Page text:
Freeholder Bartlett Announces Challenge to Frelinghuysen

Bartlett’s decision to enter the race sets up a Democratic primary with Mikie Sherrill and potentially others.

John Bartlett. Alyana Alfaro for Observer.

John Bartlett on Friday became the second Democrat to announce a challenge to Rep. Rodney Frelinghuysen (R-11), who has come under fire in his district due to his support for the American Health Care Act that passed the House in May, for declining to hold town halls, and for a letter he sent complaining about a constituent to her employer.

“Our district needs a representative again, and I mean representative with a small ‘R,’ someone who reflects our values,” said Bartlett, a two-term Passaic County freeholder. “Someone who goes out of his way to connect with and listen to constituents in all parts of the district and then takes action and casts votes that are consistent with his constituents’ needs.”

Several Democrats are lining up to challenge Frelinghuysen, who was first elected in 1994 but who has rarely faced more than token opposition. National Democrats see an opening to flip the seat and have made the district a top priority in the 2018 midterms.

Mikie Sherrill, a Navy veteran and former prosecutor, declared her candidacy in May and will also be seeking the Democratic nomination. Assemblyman John McKeon (D-Essex) met with the Democratic Congressional Campaign Committee this year and is considering a run.

Bartlett — a lawyer in private practice who graduated from Brown University and Harvard Law School — will forgo a run for a third term as Passaic County freeholder in order to run for Congress.

“It is exciting that people are paying attention to this race, it is exciting that we have this groundswell of activism in the district,” Bartlett told Observer. “This is going to be an exciting time, whether you are talking about the primary or the general election.”

He said he decided to enter the race because he felt that Frelinghuysen was prioritizing his political career — the congressman chairs the powerful House Appropriations Committee — ahead of the needs of his district.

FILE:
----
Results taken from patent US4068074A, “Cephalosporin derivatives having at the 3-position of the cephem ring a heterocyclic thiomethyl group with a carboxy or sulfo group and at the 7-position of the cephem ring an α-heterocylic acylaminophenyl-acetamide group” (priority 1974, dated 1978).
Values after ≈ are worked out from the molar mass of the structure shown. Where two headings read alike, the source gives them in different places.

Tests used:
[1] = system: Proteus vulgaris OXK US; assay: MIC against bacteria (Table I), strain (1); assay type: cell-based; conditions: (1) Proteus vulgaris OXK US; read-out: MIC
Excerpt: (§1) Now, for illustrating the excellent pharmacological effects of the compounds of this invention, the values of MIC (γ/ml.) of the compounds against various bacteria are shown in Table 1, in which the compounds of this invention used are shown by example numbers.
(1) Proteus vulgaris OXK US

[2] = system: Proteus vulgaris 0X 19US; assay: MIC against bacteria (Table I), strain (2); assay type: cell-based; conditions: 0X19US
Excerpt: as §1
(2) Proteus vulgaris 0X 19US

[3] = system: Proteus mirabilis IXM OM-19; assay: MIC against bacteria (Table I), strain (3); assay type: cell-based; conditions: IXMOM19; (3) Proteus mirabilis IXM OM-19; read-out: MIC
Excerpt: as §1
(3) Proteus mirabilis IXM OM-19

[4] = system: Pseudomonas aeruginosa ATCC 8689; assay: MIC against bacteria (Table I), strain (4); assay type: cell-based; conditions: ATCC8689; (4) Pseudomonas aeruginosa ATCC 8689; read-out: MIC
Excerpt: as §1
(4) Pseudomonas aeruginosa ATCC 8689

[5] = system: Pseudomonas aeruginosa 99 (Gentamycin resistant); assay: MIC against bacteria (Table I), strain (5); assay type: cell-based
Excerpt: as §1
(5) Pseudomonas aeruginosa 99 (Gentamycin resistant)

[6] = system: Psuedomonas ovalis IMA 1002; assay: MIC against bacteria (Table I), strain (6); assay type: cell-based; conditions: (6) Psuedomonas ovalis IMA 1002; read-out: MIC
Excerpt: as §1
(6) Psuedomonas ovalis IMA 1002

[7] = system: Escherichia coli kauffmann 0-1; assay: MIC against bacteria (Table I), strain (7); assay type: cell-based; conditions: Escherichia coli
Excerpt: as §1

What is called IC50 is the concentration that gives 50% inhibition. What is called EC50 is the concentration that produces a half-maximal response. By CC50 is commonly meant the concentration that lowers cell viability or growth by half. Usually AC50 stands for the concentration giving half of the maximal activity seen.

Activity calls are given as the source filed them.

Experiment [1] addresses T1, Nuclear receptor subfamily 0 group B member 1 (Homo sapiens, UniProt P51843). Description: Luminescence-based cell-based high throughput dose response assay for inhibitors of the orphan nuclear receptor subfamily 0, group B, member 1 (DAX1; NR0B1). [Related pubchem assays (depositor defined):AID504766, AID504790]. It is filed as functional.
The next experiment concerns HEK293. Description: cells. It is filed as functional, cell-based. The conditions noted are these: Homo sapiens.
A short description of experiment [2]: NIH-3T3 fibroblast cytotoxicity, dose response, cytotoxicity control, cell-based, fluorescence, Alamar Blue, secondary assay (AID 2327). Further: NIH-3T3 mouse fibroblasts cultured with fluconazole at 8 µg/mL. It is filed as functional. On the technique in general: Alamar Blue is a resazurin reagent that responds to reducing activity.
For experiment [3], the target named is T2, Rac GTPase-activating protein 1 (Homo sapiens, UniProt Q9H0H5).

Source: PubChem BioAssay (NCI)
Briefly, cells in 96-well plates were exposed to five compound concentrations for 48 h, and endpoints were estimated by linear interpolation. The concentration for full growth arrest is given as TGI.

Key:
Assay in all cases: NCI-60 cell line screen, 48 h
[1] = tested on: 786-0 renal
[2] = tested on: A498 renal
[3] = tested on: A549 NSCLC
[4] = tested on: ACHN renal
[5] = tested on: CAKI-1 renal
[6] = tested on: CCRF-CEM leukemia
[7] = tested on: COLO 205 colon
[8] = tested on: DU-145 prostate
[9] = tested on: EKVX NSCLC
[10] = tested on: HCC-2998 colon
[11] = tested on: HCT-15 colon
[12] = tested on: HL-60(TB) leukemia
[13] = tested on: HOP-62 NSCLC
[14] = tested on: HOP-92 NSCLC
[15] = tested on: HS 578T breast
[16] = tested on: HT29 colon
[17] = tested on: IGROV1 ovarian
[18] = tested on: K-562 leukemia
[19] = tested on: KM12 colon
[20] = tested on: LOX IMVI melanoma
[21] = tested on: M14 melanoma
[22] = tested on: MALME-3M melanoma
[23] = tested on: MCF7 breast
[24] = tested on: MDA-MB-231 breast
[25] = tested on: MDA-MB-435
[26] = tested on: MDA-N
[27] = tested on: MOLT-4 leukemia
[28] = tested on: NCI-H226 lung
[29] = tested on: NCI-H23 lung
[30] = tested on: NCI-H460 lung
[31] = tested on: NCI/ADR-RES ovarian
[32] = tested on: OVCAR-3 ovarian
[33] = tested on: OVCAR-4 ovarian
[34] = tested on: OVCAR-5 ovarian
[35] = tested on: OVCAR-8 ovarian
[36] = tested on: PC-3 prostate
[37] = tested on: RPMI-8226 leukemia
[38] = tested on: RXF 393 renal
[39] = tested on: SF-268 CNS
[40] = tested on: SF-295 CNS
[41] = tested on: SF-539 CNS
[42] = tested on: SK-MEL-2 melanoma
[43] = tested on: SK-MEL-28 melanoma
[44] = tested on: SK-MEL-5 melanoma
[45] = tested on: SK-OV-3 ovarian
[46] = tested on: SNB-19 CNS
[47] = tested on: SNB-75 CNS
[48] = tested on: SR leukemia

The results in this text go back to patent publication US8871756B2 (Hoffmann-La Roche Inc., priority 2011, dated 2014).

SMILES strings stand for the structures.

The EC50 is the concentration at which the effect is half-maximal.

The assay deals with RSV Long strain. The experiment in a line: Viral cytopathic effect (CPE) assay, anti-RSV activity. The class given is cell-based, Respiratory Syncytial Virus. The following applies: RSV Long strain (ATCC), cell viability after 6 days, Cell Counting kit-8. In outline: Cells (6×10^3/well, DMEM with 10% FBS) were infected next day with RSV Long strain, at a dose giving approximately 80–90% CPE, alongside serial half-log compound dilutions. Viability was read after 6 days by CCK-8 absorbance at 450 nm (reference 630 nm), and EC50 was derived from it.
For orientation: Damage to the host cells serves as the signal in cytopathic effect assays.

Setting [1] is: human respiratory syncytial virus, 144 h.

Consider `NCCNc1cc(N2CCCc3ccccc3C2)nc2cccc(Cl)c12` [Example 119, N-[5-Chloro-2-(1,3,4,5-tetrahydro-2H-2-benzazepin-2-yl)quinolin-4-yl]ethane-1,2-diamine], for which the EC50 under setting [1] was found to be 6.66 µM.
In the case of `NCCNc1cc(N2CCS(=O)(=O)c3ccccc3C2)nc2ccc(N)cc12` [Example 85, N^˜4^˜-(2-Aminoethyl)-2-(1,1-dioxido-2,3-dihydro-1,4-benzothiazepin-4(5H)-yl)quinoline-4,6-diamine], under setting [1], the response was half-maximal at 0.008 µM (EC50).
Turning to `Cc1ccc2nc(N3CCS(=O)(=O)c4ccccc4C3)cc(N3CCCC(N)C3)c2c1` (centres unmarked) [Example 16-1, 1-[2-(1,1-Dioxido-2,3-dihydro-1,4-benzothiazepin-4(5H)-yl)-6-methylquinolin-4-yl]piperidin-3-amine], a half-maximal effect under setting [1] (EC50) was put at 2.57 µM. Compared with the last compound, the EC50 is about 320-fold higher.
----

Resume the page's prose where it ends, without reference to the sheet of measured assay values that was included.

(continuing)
Chris Martin, a spokesman for the National Republican Congressional Committee, said Bartlett’s entrance into the race showed Democratic division.

“With the Democratic Party more divided than ever, crowded primary fields will spark a seismic shift to far-left policy platforms that are unpalatable to general election voters,” Martin said. “Congressman Frelinghuysen holds an unparalleled record of success in getting results for his district — and voters will reward that record once again in 2018.”

Frelinghuysen’s district in the affluent Morris County suburbs reliably leans Republican. But a 2011 redistricting made the district slightly less red when it brought portions of liberal Essex County — including parts of Montclair — into the fold. In 2012, President Barack Obama lost the district by 5 points to Mitt Romney. In November, President Trump beat Hillary Clinton by 1 point.

In May, the Cook Political Report shifted Frelinghuysen’s district to the left, from “likely Republican” to “lean Republican.” While Cook said that the main reason for the shift was the fact that any challenge to Frelinghuysen is likely to be be well funded for the first time in 25 years, the NRCC called the shift “arbitrary beltway prognostication.”

Frelinghuysen has a record of winning campaigns with significant financial backing, and he is independently wealthy, an heir to the Procter & Gamble fortune. He has hired a top GOP consultant, Mike DuHaime, to guide his campaign next year.

Freeholder Bartlett Announces Challenge to Frelinghuysen